Friday, March 23, 2018

Pacific Rim Uprising: Deserves to drown

Pacific Rim Uprising (2018) • View trailer 
One star. Rated PG-13, for relentlessly dumb and noisy sci-fi violence, and brief profanity

By Derrick Bang

Godzilla has a lot to answer for.

So does Guillermo del Toro, basking in the reflected glow of the Academy Awards now resting on his mantel.

When an entire squadron of giant robots goes berserk, only a handful of cadets — notably
Amara (Cailee Spaeny, and do note her wind-swept hair) and Jake (John Boyega) — are
in a position to prevent Earth's complete annihilation. Can they succeed, against such
overwhelming odds? Is there really any question?
Because we must remember that he brought us Pacific Rim, back in 2013. And if that film hadn’t happened, we wouldn’t now be suffering through its soulless, brain-dead sequel.

It’s important to note that del Toro always has had an affinity for grandiose monster movies, which he demonstrated with his two Hellboy entries, and even as far back as 1997’s Mimic. (Needless to say, The Shape of Water also is a monster movie.) Del Toro has a knack for finding — and somehow making credible — the emotional center of even the craziest premise; he also knows how to add just the right amount of humor to a formula that requires an equally precise blend of tragedy and triumph.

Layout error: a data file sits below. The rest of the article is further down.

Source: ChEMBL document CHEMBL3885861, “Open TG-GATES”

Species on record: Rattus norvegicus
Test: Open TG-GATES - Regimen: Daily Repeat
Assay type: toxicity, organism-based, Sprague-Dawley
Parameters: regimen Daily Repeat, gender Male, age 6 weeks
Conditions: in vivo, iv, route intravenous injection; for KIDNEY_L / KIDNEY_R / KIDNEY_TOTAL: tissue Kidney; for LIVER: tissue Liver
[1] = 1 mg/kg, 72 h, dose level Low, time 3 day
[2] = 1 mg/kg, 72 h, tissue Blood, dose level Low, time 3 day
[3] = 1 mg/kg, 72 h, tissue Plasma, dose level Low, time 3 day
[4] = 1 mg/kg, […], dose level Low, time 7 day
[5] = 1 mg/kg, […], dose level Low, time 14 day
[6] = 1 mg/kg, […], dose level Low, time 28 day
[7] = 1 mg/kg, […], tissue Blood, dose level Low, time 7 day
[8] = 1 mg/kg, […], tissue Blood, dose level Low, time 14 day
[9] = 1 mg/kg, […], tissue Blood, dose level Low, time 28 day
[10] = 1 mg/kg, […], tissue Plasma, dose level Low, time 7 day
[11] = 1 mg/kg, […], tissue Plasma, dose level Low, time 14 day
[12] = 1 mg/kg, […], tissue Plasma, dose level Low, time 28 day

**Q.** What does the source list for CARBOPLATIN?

In short, we care about the characters in del Toro’s films, human or otherwise. We get involved.

Nothing — and nobody — in Pacific Rim Uprising elicits even a shred of interest. This isn’t a film; it’s a global commodity, assembled with calculated coldness by corporate bean-counters ticking all the little boxes.

Multi-national characters? Check. Disillusioned soldier who finds his inner hero? Check. Plucky young girl? Check. Eye-rollingly dumb dialog intended to facilitate bonding? Check. Jealousy in the ranks? Check. The destruction of vast cityscapes? Check.

First-time big-screen director Steven S. DeKnight can demand — and obtain — the most whoppingly, prodigiously colossal beasties and human-powered mechanical warriors that today’s special-effects money can buy, but the result has no more emotional significance than we got from watching two guys in rubber suits bash each other, while striding amid the balsa-wood cities of 1960s Godzilla flicks.